Explosive Encounter: Trump Locks Horns with Judge at New York Fraud Trial Today

Former President Donald Trump appeared in a New York courtroom on Monday for his testimony in a high-profile fraud trial that could determine the future of his business empire. However, Trump’s early testimony was marked by his tendency to stray from the questions asked by a lawyer from the New York Attorney General’s office. He also stood by the valuations of his properties that are at the center of the case, defending financial statements that his co-defendants have distanced themselves from.

In one exchange, Trump confidently stated that the numbers reflecting his net worth are significantly higher than those stated in the financial statements provided by the lawyer, effectively claiming that the case against him is baseless. While under oath, he took the opportunity to criticize the New York Judge Arthur Engoron, who is presiding over the civil case and will ultimately decide its outcome. Trump expressed his belief that the judge will rule against him, as he has done in the past.

As Trump continued to give lengthy responses regarding the valuations of his properties, Judge Engoron’s patience began to wear thin. One of Trump’s attorneys suggested that the judge allow Trump to answer questions in his own way, prompting some laughter in the courtroom. However, Engoron’s frustration escalated, and he firmly stated that he was not interested in hearing Trump’s opinions, but rather his direct answers. He warned Trump that he would draw negative conclusions from his testimony and excuse him if necessary.

This trial stems from a $250 million civil lawsuit filed by the New York Attorney General’s office, which accuses Trump, his two eldest sons, the Trump Organization, and several executives of a fraudulent scheme to inflate the value of their assets for better loan and insurance terms. Trump and his co-defendants have denied any wrongdoing and have consistently claimed that the case is politically motivated.

The trial is of significant public interest, but cameras are not allowed in the courtroom. CBS News has reporters present to witness and report on Trump’s testimony as it unfolds. Trump’s arrival before the trial was accompanied by his remarks reiterating his criticism of the trial, referring to it as a “terrible, terrible thing” orchestrated by political operatives. However, the New York Attorney General, Letitia James, emphasized that only the facts and numbers matter in this case.

During his testimony, Trump referred to Letitia James as a “political hack” and accused her of leading a political witch hunt. Attorney Kevin Wallace, representing the state, began his questioning by inquiring about a trust that Trump established to manage his assets before his presidency. Trump explained that he relinquished control of the trust due to the increasing legal pressure he faced from various Democratic district attorneys, attorneys general, and U.S. attorneys.

After a break, Wallace continued his line of questioning, focusing on the valuations of Trump’s properties, including Mar-a-Lago, Trump Tower, and Seven Springs. Trump defended the financial statements in question, asserting that even those identified as inflated were undervalued. He also stated that he would not sell certain properties due to their perceived high value. Trump claimed that disclaimers included in the documents absolved him of any responsibility for inaccuracies, stating that these disclaimers typically hold up in court, except, perhaps, in this particular court.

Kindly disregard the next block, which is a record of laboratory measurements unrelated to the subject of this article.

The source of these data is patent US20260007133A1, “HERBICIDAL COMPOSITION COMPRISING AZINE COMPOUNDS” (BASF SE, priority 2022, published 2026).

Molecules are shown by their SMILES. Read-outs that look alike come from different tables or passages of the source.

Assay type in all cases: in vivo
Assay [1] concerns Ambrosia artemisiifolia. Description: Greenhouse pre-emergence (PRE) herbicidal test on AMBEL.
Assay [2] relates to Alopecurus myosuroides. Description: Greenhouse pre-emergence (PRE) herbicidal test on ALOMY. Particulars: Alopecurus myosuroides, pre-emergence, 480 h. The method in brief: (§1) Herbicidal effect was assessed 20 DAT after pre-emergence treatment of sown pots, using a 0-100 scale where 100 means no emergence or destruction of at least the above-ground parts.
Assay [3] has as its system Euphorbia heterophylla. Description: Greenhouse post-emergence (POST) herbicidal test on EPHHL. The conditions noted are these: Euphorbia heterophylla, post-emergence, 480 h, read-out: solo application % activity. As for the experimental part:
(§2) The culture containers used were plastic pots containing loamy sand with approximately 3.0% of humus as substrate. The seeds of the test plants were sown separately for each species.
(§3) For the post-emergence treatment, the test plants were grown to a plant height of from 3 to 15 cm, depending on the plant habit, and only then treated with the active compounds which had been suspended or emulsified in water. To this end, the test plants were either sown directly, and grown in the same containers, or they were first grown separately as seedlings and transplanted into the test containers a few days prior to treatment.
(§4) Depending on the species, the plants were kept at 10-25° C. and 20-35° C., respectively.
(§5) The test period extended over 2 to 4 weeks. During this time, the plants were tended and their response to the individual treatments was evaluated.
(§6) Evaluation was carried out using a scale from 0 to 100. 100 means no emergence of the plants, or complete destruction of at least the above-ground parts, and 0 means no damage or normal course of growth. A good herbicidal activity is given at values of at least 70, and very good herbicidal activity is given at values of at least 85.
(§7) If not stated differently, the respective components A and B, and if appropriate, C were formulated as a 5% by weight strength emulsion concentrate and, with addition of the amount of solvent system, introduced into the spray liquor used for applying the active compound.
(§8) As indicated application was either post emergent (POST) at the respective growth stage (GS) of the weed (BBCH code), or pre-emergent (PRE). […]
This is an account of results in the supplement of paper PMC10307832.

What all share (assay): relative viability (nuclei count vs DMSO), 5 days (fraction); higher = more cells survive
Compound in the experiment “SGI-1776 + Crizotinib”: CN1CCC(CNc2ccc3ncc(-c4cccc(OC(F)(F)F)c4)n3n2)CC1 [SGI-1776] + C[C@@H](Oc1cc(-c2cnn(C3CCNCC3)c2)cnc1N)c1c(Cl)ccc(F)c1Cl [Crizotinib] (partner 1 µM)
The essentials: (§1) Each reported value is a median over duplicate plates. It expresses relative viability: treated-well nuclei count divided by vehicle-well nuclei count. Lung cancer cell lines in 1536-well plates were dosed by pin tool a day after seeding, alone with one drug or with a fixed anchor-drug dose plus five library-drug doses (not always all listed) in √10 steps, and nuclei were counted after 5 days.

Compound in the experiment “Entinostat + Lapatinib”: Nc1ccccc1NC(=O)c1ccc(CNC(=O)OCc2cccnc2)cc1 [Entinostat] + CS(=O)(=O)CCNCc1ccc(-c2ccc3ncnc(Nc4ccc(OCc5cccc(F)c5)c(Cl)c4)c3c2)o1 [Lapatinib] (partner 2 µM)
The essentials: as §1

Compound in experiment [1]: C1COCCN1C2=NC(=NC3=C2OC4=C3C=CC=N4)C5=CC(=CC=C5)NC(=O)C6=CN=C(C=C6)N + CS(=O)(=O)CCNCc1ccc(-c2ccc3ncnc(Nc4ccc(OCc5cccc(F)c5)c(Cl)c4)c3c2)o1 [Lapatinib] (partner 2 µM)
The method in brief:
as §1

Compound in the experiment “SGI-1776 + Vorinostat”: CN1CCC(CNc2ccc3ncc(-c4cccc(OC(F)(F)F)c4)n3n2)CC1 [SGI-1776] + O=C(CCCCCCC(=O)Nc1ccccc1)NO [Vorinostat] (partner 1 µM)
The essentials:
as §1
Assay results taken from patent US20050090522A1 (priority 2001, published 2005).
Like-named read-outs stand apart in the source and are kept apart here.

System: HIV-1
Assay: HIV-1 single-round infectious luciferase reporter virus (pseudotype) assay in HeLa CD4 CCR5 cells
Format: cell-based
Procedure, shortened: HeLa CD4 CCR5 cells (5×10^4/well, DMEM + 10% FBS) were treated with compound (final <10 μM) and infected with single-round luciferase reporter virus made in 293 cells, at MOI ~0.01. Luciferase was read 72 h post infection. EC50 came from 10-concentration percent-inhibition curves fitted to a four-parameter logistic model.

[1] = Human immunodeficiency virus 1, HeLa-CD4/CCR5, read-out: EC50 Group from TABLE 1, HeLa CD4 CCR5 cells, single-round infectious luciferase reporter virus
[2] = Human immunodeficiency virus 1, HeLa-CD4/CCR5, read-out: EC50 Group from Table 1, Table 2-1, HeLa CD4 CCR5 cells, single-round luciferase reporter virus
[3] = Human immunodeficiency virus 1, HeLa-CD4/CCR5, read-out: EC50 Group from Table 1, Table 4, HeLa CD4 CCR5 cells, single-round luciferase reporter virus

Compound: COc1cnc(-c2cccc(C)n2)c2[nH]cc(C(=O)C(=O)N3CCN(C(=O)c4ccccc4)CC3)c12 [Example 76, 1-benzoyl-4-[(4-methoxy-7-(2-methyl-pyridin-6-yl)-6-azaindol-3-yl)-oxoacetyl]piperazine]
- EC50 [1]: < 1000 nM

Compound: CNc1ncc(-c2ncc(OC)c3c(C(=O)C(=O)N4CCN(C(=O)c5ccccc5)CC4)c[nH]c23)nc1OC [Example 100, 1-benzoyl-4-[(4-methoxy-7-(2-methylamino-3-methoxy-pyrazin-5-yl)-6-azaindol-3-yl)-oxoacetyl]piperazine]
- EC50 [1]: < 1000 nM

Trump grew particularly animated when discussing Mar-a-Lago, stating that he believes it could be worth as much as $1.5 billion. However, legal experts have previously noted that the property’s value is limited due to deed restrictions that prevent it from being used as a residence. In response, Trump explained that he agreed to the deed restriction for tax purposes, as it lowers the property’s assessed value and, consequently, its tax burden. He further emphasized the advantages of designating the property as a club and using a hypothetical scenario to illustrate potential tax savings.

Throughout his testimony, Trump gesticulated with his hands and engaged in back-and-forth exchanges with Judge Engoron. At one point, he attempted to read from a folded sheet of paper he claimed was related to a disclaimer, but the judge intervened and denied his request. This led to a reaction from Trump, expressing shock at the judge’s decision.

Later in the day, Trump acknowledged that a loan related to his Chicago property had been paid off “very recently” instead of being “long since gone,” as he previously stated. When confronted with this discrepancy, he attributed the mistake to his son Eric Trump, who recommended the loan’s payoff.

The trial against Trump and his co-defendants alleges that they engaged in a scheme to present false information about their wealth, resulting in more favorable loan and insurance terms. The judge has already found them liable for fraud, determining that this scheme led to significant unearned profits. The trial is ongoing and covers other allegations, including falsification of business records, conspiracy, and insurance fraud. It will also determine the amount of “ill-gotten gains” that the Trumps must pay to the state.

Donald Trump Jr. and Eric Trump have already testified in the case, and Ivanka Trump is scheduled to take the stand on Wednesday. Although Monday marked Trump’s first testimony related to fraud, he has previously been involved in legal proceedings.


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